It is too early to make any final judgements about the Donald Trump Administration strategy in the Middle East region, but for the Kremlin there are grounds to suspect that the United States might get back to its past posture. The concept of an “Arab NATO” backed by US and targeted against Iran seems to gain momentum in Washington. The odds are that this concept will be no more successful that the concept of a “Greater Middle East”: the Arab world is very complex and highly diverse, interests and priorities of various Arab states are in no way identical. An attempt to create a defense alliance similar to NATO in the region does not look realistic.

Nevertheless, let us imagine that such a military bloc could indeed emerge in the Middle East. What security problems would it be in a position to resolve? In the best-case scenario, this arrangement would freeze the current conflicts in the region in the format of a regional Cold War. As we know from the European history of the second half of the XX century, this format has many negative strings attached, including mutual mistrust and suspicions, continuous arms race and political tensions, and, most importantly, an inherent risk of the Cold War turning into a real “hot” war.

Where should Moscow look for alternatives to these deficient models? For the Russian leadership, the only plausible alternative is a collective security model applied to the Middle East. This model might look too radical, naïve or detached from the current regional political realities. Nevertheless, the desperate situation in Yemen and the stalemate around Qatar suggest that any half-way, tactical   solutions are not good enough to handle basic security problems of the region.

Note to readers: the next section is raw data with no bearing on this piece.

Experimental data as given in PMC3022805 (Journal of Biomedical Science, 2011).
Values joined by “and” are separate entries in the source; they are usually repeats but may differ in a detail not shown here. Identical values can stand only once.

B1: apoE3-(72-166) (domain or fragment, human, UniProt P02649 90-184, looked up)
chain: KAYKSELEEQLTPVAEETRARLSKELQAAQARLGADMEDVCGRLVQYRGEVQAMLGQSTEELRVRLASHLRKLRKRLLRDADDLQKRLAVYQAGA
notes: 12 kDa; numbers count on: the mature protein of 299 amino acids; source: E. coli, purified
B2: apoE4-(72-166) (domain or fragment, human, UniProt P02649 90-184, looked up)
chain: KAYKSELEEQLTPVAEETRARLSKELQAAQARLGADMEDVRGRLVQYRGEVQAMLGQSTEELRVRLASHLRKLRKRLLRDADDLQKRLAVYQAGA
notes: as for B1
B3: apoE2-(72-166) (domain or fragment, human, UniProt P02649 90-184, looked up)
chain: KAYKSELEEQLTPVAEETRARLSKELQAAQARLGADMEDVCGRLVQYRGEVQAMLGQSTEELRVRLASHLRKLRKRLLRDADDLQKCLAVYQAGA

The new regional collective security system, as seen from Moscow, should be based on universal international law principles, including respect for national sovereignty and territorial integrity of member states, protection of basic human and minority rights, etc. The United Nations Security Council or special mechanisms launched by the Security Council should provide credible guarantees for the enforcement of the new arrangement. For instance, one can consider an analogue to the P5+1 setting, which turned out to be quite efficient in dealing with the Iranian nuclear portfolio. A system of an efficient international monitoring of the situation in the region should also be considered. One of the options is to create a regional OSCE-type institution.  The United States, as a United Nations Security Council permanent member, will have to be involved in such an arrangement, but not as the hegemonic power, but as one of important overseas players.        

One of the fundamental principles of any international collective security system — its inclusive nature. Leading Arab nations — Egypt, Saudi Arabia, UAE and others — have to play a decisive role in building such a system. However, from the Moscow’s viewpoint, no one should ignore non-Arab states of the region -such as Iran and Turkey. These states are no less interested in a stable, predictable, prosperous and vibrant Middle East than their Arab neighbors are. It would be not only unfair, but also highly shortsighted to remove any of these states from the regional arrangement. To exclude just a single major player would make the whole system extremely fragile and unreliable.

Of course, the idea of a collective security system in the Middle East appears to be very distant from the current regional realities, but Moscow regards its successful endgame in Syria as the first step towards this remote, but attainable goal.  Whether this is something that might resonate in Washington, remains to be seen.

Source: American Herald Tribune